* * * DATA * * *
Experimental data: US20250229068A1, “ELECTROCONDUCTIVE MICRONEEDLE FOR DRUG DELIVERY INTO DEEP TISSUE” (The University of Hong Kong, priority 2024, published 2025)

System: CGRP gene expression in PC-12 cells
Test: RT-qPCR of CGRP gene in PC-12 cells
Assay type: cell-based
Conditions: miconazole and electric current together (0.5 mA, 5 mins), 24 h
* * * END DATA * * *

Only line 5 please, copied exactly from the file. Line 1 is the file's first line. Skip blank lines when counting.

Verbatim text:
Conditions: miconazole and electric current together (0.5 mA, 5 mins), 24 h